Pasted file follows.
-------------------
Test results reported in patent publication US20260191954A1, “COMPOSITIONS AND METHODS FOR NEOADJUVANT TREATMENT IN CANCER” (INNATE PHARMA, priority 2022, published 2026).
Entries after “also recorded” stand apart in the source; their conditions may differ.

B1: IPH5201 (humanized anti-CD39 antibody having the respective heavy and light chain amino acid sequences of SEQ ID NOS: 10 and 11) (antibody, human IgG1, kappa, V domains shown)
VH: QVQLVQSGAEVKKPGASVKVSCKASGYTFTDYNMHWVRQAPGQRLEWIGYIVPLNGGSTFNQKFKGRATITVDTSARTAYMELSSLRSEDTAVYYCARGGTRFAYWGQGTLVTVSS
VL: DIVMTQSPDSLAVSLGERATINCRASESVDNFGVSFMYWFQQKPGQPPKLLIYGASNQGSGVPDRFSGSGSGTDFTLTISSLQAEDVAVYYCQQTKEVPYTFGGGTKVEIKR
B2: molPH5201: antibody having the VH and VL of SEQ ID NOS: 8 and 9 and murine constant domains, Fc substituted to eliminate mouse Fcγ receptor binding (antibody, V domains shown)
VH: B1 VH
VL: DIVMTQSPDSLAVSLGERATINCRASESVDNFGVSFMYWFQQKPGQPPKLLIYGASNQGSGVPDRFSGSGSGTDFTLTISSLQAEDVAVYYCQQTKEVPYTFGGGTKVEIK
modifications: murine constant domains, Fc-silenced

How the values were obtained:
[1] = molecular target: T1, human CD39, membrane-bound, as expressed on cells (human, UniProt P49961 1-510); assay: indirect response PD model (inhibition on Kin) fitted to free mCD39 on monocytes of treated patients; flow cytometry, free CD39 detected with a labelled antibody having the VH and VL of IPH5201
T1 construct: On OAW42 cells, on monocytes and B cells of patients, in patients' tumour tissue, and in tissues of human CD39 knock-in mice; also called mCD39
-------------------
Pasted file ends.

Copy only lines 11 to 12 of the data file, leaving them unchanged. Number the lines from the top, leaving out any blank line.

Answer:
[1] = molecular target: T1, human CD39, membrane-bound, as expressed on cells (human, UniProt P49961 1-510); assay: indirect response PD model (inhibition on Kin) fitted to free mCD39 on monocytes of treated patients; flow cytometry, free CD39 detected with a labelled antibody having the VH and VL of IPH5201
T1 construct: On OAW42 cells, on monocytes and B cells of patients, in patients' tumour tissue, and in tissues of human CD39 knock-in mice; also called mCD39